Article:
How long for a good espresso? We could say less than a minute, but it’s in fact almost 2 centuries: the time it took our beloved espresso machine to become the jewel it is today. Everyday you wake up, grind and taste your warm and creamy coffee, unique in its taste and aroma, but it wasn’t always like that.
Who is behind this long revolution? All the bright designers who added their touch over the years, starting from the 19th century. Imagining the unimaginable. And factories like IMS Filtri, that were able to develop groundbreaking tools for those machines. Essential tools for essential flavors. Like the filter.
A bet on espresso
In the 19th century, coffee was a huge business in Europe with cafes flourishing across the continent. But coffee brewing was a slow process and customers often had to wait for their cup. Seeing an opportunity, inventors across Europe began to explore ways of using steam machines to reduce brewing time. It was, after all, the age of steam.
Nullo Dandolo Monti was one of the first innovators to bet on coffee making, specializing on filtration systems. He was a pioneer, brave enough to go through the biggest challenge of the industrial revolution: mechanization. First thing, he bought a press and put it in his basement. But the ceiling was too low, so he had to cut the machine down and dig a small compartment underneath so that he could place his legs in and use it. It was the beginning of the 1900s.
With that press, he began studying filters’ manufacture and functionalities and shaped his first nickel-silver items for the early machines. He was soon noticed for his innovative perforating technology and started a collaboration with Fabbrica Italiana Filtri as a consultant.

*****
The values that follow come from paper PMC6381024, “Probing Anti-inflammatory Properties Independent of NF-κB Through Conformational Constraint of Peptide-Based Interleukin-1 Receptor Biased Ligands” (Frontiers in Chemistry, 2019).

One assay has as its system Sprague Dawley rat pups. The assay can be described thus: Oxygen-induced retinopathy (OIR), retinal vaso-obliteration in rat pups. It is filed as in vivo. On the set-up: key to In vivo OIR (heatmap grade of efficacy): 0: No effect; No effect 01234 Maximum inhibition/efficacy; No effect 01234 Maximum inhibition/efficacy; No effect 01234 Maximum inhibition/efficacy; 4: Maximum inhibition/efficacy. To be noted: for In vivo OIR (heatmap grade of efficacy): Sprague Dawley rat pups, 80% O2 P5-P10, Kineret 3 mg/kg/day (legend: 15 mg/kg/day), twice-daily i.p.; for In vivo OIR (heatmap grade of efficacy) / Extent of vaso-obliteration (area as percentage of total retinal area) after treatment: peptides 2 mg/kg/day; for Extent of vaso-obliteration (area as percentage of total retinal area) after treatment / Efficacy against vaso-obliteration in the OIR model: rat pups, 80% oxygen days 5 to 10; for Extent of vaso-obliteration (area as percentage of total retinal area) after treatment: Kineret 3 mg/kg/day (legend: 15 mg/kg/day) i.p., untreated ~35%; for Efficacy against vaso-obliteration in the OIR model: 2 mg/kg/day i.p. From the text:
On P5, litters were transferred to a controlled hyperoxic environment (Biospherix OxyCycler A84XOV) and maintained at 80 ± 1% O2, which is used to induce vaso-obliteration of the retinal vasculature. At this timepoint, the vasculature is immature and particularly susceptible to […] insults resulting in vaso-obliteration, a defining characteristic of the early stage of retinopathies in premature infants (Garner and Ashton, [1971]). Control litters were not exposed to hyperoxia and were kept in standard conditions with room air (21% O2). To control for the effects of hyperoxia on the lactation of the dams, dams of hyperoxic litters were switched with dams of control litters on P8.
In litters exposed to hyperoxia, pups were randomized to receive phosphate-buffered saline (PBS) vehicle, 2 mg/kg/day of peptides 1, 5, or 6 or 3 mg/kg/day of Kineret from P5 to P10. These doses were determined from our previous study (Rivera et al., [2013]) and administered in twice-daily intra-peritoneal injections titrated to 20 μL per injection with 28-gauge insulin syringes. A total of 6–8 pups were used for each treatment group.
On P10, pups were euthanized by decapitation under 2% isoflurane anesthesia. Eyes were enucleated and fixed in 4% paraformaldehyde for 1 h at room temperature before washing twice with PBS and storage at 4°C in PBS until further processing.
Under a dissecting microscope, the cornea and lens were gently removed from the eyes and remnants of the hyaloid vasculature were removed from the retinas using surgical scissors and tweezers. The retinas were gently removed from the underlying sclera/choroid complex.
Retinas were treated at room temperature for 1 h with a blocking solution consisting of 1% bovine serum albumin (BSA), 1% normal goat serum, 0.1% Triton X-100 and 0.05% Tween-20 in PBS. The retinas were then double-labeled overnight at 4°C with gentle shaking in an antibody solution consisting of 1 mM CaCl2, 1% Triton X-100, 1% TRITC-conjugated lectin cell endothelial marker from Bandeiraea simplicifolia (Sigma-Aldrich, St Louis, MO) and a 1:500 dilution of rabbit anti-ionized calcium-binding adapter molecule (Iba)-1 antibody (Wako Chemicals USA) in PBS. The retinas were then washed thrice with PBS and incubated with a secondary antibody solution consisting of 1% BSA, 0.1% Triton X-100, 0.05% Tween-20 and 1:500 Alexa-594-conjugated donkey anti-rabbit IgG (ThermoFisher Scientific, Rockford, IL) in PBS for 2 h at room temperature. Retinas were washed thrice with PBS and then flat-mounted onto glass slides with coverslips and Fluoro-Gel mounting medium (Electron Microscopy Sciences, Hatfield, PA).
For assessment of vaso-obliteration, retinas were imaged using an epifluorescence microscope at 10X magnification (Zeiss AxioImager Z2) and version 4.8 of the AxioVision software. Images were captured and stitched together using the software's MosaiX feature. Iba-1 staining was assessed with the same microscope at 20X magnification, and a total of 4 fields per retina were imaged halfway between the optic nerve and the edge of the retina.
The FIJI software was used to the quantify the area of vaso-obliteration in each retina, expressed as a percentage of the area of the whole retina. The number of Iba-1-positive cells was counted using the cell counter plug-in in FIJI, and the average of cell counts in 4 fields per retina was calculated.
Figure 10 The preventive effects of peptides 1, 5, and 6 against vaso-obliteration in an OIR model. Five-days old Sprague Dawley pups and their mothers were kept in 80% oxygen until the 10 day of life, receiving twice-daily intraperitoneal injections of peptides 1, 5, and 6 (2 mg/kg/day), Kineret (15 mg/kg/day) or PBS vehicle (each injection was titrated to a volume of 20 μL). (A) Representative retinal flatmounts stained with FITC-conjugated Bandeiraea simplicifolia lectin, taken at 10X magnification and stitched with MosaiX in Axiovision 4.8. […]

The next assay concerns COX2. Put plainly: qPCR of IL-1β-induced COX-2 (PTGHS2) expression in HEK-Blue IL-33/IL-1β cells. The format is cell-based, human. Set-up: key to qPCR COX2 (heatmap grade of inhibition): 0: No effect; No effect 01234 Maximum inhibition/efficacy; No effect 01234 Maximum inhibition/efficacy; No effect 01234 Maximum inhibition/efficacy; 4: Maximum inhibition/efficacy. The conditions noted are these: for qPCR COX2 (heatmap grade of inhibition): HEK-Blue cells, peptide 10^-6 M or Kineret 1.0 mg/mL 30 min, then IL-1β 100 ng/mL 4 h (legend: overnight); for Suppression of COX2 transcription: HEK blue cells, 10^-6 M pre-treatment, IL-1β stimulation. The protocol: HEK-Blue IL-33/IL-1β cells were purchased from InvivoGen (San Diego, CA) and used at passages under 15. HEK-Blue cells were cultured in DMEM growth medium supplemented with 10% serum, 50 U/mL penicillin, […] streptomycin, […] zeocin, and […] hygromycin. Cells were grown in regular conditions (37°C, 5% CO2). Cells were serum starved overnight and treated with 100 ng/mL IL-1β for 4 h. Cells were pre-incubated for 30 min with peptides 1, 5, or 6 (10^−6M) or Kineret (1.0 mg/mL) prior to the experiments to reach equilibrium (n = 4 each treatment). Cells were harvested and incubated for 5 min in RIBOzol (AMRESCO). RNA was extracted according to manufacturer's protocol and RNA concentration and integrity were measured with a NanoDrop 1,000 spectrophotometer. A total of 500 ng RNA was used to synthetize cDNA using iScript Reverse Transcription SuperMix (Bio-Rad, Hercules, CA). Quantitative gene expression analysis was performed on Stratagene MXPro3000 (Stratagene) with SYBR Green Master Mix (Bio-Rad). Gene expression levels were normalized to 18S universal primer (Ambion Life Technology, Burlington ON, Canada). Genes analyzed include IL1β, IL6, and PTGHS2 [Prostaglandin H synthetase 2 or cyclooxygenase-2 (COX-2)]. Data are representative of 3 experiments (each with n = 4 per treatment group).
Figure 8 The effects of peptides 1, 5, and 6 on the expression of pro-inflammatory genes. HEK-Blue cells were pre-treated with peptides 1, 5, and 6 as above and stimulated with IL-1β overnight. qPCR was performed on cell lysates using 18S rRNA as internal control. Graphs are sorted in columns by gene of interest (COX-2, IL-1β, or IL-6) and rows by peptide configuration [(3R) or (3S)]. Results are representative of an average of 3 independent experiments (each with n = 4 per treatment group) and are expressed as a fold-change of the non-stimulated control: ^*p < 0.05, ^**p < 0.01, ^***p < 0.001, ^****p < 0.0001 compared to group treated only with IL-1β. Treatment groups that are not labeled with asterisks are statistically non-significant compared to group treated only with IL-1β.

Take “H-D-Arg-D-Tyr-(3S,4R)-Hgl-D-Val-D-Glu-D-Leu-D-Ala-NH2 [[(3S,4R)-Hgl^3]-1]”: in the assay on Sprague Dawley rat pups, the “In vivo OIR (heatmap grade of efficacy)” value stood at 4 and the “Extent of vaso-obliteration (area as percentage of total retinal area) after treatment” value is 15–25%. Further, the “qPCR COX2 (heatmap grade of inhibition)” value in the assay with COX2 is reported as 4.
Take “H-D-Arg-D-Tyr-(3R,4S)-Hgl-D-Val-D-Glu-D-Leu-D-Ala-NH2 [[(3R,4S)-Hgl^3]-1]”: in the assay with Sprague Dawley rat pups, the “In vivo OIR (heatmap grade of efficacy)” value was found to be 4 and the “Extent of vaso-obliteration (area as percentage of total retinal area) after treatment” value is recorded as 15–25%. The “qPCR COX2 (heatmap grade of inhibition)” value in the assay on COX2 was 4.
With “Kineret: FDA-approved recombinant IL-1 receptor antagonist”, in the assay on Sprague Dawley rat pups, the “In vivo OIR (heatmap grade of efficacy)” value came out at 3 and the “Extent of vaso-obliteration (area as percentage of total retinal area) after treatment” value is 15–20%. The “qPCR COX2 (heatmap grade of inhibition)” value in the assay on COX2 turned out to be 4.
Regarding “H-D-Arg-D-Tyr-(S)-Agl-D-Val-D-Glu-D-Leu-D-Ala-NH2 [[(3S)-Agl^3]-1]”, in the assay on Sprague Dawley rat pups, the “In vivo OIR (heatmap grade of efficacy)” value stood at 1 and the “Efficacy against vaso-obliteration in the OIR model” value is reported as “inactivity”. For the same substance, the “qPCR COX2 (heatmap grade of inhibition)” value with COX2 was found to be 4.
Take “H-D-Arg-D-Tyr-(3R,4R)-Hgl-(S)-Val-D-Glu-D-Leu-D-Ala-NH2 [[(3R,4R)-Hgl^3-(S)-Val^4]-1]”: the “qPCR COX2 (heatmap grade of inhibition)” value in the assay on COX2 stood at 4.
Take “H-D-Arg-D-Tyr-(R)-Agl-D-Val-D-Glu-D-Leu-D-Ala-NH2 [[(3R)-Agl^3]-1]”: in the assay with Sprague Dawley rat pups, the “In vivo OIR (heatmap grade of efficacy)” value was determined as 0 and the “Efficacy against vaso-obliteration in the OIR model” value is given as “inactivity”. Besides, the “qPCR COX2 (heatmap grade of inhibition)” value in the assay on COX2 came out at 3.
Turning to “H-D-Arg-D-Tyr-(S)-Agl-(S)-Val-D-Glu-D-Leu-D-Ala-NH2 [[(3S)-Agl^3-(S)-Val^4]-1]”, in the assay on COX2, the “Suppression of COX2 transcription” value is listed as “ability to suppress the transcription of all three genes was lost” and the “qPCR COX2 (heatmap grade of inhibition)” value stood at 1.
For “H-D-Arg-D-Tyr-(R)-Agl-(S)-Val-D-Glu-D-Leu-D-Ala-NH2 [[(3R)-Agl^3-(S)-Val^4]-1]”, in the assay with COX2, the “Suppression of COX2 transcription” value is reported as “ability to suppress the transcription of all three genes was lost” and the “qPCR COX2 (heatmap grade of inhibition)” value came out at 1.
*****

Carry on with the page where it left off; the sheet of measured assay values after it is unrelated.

The first espresso machines
In the original design of the first espresso machine patented by Luigi Bezzera, a large boiler was heated until it pushed water and steam through a tamped puck of ground coffee. The same mechanism also functioned as heat radiators, lowering the temperature of the water at 90°C. Ideal for brewing. Et voilà, espresso.
For the first time, a cup was prepared in a matter of seconds. But as the machine was heated over an open flame, it was hard to control pressure and temperature, and nearly impossible to produce a consistent shot. And consistency is key in the world of espresso.
That’s when Desiderio Pavoni got in the game. He invented the first pressure valve, so hot coffee wouldn’t splash all over the barista from the instant release of pressure, further expediting the brewing process and earning the gratitude of baristas everywhere. And after few other improvements, like the steam wand, at the 1906 Milan Fair, the two introduced “caffè espresso” to the world. This column shaped and imposing machine was so polished you could mirror yourself in it.
The first filters… brought up the “crema”
A good filter is always necessary for an even extraction and a clean, rich cup of coffee. This was especially true for these early machines. They could produce up to 1,000 cups of coffee per hour, but relying exclusively on steam, they were imbuing the coffee with a burnt or bitter taste as they could only conjure up, at best, 2 bars of atmospheric pressure – not even enough to be considered espresso by today’s standard.
For this reason the filters—Monti worked on—were big in size (they were called “pans”) and had larger holes. A wider base, less thickness, and a larger grain size put up less resistance to the low-pressured steam passing through the 8 grams of wet ground coffee. The result: a pleasant taste in the cup and the first touch of cream on the surface.
Over the next few years, as electricity replaced gas and Art Deco replaced the chrome-and-brass aesthetic of the early 20th century, the machines became smaller and more efficient, but no innovators managed to brew with more than 2 bars of pressure without burning the coffee. Until the ‘40s.
Designers behind espresso’s revolution
The machine to finally surpass the two-bar brewing barrier was Gaggia. Gaggia transformed the hood ornament into a chromed-out counter-top spaceship with the invention of the lever-driven machine.